Zelda 1: Get Out the Knife

The Twelve Days of Zelda officially began today, so I opened the You Again files.

There are ten thousand of them. The earliest is dated May of 2004, but I know I started it in 2003. I don’t know why I thought I’d open the folder and it would all be neat and tidy. It looks like a goat threw up in there. And although I have many files to open yet, here’s what I’ve found so far:

In a desperate attempt to save this book, I have called Zelda “Emma,” “Esme” and “Roxy.” Her best friend Scylla was once called “Beth.” James, however, has always been James.

I have started this book it three different places, once too late in the story, once too early in the story, and once just in the wrong place. The first scene, which should be Zelda meeting an antagonist, was actually three scenes and a coda: the first scene had 2392 words, the second had 3889, the third had 1384 and the fourth had 241. Yes, folks, almost 8000 words to get my heroine on the scene and in trouble. That’s, uh, too many.

Then the hero, James: 7225 words to establish him and his relationships with his cousins. Yawn.

The heroine’s best friend, Scylla: 2248 to get her POV.

That one may actually be pretty good, but it’s still going to have to be cut unless I move her to Chapter Two because by the end of the first chapter, I have to have my heroine with her goal and antagonist, my hero with his subplot goal, and something that’s brought them together so I can get the love story subplot going. Which means I now have over 17,000 words for a first chapter. Which is about, oh, eleven thousand too many. So I have to cut it which means that 60,000 word head start I had on the novel just faded to 50,000.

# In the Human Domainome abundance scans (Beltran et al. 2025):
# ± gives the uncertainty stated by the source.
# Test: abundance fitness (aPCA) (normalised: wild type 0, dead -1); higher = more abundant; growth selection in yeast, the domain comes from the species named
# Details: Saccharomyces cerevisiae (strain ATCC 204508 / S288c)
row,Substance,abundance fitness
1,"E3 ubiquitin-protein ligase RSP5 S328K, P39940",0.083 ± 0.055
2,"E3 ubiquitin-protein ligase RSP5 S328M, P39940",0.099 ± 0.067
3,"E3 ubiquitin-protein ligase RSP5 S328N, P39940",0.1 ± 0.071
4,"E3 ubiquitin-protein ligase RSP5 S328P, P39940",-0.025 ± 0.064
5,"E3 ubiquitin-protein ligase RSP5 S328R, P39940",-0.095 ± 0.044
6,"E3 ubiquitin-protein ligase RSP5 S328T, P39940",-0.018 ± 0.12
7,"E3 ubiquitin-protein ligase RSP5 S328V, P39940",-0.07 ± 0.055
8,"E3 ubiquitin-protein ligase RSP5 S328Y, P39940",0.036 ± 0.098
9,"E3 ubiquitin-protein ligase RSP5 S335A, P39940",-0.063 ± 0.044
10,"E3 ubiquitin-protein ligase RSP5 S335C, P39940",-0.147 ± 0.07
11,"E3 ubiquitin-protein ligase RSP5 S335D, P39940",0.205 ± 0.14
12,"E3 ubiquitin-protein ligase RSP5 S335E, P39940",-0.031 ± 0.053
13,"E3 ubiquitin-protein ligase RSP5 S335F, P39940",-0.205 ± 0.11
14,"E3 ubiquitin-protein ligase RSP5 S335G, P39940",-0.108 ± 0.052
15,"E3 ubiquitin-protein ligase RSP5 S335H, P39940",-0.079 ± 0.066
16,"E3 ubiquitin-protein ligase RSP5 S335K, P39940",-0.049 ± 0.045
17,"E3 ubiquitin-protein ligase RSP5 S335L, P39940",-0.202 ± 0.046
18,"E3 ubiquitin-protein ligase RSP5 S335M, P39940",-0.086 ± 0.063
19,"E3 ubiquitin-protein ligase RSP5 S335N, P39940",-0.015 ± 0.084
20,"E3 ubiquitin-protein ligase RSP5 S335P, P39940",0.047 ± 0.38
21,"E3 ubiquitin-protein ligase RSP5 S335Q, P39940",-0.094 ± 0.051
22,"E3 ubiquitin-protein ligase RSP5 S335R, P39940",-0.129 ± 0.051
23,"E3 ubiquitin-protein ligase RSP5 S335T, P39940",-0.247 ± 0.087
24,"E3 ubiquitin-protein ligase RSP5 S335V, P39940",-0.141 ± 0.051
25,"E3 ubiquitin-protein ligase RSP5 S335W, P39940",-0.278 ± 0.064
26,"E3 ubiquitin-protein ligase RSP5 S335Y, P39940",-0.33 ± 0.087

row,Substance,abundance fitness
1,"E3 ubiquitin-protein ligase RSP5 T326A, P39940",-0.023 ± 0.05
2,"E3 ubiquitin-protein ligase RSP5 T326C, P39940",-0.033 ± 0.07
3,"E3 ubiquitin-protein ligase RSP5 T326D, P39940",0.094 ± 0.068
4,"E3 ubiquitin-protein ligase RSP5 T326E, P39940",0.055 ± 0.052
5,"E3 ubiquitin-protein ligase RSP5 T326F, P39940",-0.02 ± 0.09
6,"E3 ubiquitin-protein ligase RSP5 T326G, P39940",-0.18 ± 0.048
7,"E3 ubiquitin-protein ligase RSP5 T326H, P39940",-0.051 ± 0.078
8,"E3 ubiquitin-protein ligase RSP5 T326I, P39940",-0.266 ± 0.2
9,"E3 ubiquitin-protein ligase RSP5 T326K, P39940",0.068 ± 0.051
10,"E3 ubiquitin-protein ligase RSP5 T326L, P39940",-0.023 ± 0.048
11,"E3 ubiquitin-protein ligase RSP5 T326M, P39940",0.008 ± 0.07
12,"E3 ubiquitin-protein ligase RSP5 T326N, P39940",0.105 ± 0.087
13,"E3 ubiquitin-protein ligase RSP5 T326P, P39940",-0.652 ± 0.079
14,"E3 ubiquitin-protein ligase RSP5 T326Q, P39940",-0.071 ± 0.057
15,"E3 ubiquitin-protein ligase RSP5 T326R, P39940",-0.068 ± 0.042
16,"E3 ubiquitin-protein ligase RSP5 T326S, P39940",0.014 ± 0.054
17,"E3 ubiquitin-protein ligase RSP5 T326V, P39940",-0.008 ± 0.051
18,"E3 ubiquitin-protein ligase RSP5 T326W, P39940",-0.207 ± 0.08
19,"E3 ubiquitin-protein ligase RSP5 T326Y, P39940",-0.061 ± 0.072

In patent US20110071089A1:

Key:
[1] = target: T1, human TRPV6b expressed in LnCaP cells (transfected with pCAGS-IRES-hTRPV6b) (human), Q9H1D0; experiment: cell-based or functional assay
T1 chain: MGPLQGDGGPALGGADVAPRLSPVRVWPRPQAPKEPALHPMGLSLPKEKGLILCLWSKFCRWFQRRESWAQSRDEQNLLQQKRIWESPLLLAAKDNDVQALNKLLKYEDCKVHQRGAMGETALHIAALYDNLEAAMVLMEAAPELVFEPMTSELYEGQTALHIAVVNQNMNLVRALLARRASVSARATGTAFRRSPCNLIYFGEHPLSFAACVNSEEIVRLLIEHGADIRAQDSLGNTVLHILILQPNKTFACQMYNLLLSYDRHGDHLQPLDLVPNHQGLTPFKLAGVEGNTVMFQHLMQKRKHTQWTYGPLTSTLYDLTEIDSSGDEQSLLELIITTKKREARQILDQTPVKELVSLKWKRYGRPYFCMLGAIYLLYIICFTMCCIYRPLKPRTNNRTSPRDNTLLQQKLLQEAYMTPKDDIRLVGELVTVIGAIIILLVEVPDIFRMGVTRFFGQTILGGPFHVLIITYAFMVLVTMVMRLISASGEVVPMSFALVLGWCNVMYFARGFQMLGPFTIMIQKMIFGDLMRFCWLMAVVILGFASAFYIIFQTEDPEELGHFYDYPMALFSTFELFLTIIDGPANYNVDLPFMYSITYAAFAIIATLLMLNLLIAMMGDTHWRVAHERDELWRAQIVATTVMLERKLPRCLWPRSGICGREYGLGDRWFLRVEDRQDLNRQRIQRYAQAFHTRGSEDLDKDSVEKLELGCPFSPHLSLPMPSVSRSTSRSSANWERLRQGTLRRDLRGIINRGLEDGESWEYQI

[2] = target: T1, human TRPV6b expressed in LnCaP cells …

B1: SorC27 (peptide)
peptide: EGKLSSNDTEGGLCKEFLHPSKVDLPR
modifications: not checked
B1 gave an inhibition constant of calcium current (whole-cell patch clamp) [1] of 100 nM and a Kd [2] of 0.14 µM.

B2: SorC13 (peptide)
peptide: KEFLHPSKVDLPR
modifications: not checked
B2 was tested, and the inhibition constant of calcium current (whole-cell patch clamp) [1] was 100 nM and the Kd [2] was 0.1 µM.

Helping in this weeding out process is some great shareware that I found called Scrivener. If you’re not on a Mac, don’t even go look at it because it’ll break your heart that you can’t have it. It’s a writing word processor that’s only meant for writing drafts of fiction and screenplays. When it’s done, you save it to Word or whatever major word processor you want. But as composing software, it’s great, well worth the $34 they ask for it.

I now have my first chapter scenes all in Scrivener where I can keep them straight with the note card that goes with each scene that I can see all at once tacked to Scrivener’s corkboard which looks like this:

Scrivener’s Desktop

And I have my basic plot outline (Beginning, Act One, Turning Point One, Act Two, TP2, Act Three, TP 3, Act Four, Climax) filled out for Zelda, for the James/love story subplot, for the Scylla subplot, and for two other major characters so I know where there are at the crucial moments. Tomorrow, I’ll add some of the minor characters so I know where they are in their plots at those moments.

Plus I have my One Sentence Idea (Bob will be so proud):

A woman goes back to the house for a Christmas house party and meets the same people she was with at a summer house party fifteen years before while trying to discover who fathered her at a similar Christmas house party thirty-five years before.

Yes, it needs work.

And my “this book is about” sentence (which is easier for me than a One Sentence idea):

This is a book about ZELDA who wants to find her FATHER/FATHER’S IDENTITY but can’t because X is destroying evidence and killing the people who know.

And my central question:

Will Zelda defeat X and find out who her father is?

And yes I did a conflict box. You’re not getting it because it gives away the murderer.

So while I still have a mess on my hands, at least I’m clearing away some underbrush and getting my plan in place. Pretty good or a first day.

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